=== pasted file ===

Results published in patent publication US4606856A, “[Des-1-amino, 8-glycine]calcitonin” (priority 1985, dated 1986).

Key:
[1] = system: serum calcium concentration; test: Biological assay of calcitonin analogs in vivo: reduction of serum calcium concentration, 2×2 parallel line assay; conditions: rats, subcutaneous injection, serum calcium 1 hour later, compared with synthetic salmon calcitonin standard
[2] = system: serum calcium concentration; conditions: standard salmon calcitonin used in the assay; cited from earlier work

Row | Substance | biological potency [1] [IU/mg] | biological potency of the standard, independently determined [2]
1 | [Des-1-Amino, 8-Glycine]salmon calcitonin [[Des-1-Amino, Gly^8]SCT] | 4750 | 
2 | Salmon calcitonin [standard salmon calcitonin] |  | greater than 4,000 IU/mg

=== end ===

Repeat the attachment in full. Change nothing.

Results published in patent publication US4606856A, “[Des-1-amino, 8-glycine]calcitonin” (priority 1985, dated 1986).

Key:
[1] = system: serum calcium concentration; test: Biological assay of calcitonin analogs in vivo: reduction of serum calcium concentration, 2×2 parallel line assay; conditions: rats, subcutaneous injection, serum calcium 1 hour later, compared with synthetic salmon calcitonin standard
[2] = system: serum calcium concentration; conditions: standard salmon calcitonin used in the assay; cited from earlier work

Row | Substance | biological potency [1] [IU/mg] | biological potency of the standard, independently determined [2]
1 | [Des-1-Amino, 8-Glycine]salmon calcitonin [[Des-1-Amino, Gly^8]SCT] | 4750 | 
2 | Salmon calcitonin [standard salmon calcitonin] |  | greater than 4,000 IU/mg